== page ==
Farming regulation as a tick box exercise is unlikely to ever properly work.
Closed periods on slurry spreading is one example, and the prospect of such measures can leave many farmers feeling frustrated, with the lingering feeling that policymakers are simply out of touch.
As the draconian approach to water pollution, Nitrate Vulnerable Zones and the looming closed period show in Wales, farmers feel as though they are being prevented from working with the natural environment, instead being made to adhere to some arbitrary calendar.
As this autumn has shown right across the UK, visions of sparkling, golden autumnal leaves might be nice images to print in newspapers or online, but for many farmers the land is simply too saturated to effectively carry out field work, as our In Your Field writers allude to this week.
That is why the seeming acknowledgement by Tony Juniper, chairman of Natural England, that closed periods for slurry spreading might not necessarily be a good thing, must now pave the way for a more sympathetic form of regulation which enables farmers to adapt to the land and specific conditions at any one time.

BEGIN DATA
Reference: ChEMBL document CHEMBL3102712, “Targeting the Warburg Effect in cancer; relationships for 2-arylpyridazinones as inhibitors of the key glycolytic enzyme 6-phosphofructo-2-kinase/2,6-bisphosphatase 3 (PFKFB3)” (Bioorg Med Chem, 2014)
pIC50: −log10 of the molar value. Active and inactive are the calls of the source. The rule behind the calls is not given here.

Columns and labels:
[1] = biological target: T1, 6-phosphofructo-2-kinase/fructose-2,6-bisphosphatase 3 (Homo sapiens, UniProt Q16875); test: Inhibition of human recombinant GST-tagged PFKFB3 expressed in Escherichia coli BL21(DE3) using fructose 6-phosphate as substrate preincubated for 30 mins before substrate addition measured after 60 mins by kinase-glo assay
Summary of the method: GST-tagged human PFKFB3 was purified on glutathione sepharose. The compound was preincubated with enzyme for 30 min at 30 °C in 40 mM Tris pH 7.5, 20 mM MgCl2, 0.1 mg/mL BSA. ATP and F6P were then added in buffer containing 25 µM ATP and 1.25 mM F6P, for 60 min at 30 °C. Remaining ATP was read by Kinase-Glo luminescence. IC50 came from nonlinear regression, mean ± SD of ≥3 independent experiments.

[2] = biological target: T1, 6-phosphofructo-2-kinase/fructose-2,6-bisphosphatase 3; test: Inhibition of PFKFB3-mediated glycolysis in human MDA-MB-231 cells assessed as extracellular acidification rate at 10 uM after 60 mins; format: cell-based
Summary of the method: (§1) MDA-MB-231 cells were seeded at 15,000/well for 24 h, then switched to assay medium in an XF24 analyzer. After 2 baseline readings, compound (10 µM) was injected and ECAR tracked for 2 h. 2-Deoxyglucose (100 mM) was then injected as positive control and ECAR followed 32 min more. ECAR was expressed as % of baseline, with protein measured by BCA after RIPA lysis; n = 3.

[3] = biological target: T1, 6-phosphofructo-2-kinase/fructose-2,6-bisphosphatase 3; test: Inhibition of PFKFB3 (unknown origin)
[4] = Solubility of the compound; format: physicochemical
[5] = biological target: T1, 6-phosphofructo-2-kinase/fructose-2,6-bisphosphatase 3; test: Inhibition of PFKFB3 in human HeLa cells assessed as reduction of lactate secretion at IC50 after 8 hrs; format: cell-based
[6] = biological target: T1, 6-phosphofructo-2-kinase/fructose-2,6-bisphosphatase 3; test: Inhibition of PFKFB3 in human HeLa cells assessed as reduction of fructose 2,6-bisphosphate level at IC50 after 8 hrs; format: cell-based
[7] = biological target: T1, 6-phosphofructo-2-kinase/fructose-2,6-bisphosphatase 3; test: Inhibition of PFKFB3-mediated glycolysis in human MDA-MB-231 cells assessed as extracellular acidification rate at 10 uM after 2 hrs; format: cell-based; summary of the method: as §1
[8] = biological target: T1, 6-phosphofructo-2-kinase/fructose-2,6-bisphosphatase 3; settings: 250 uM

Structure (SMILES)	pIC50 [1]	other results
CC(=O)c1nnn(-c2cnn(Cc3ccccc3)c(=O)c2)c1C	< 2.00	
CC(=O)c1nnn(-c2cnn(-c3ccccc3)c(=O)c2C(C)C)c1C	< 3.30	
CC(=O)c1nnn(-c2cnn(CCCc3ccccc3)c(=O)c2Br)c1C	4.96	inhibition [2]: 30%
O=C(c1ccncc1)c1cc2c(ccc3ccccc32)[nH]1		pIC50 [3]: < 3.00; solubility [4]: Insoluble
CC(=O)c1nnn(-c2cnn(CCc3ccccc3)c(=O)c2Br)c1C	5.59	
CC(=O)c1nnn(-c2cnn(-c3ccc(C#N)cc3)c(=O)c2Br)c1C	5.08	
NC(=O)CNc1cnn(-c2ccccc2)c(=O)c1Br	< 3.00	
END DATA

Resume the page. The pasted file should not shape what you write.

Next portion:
It is encouraging that he has been impressed by the environmental payments-by-results trial in Wensleydale, Yorkshire, and this has shown that, shock horror, it is farmers who are best placed to implement decisions which benefit both the environment and food production.
Having regulations specific to different parts of the UK and the soil type or particular environmental conditions in those areas would make much more sense than a one-size-fits-all approach.
So too would a pragmatic vision which seeks to engage farmers in a proactive manner, something which those in Wales feel has been missing for some time.
As the climate continues to shift and we face more intense periods of drought or flood, having regulations in place which enable farmers to adapt to changing climatic conditions will become ever more important.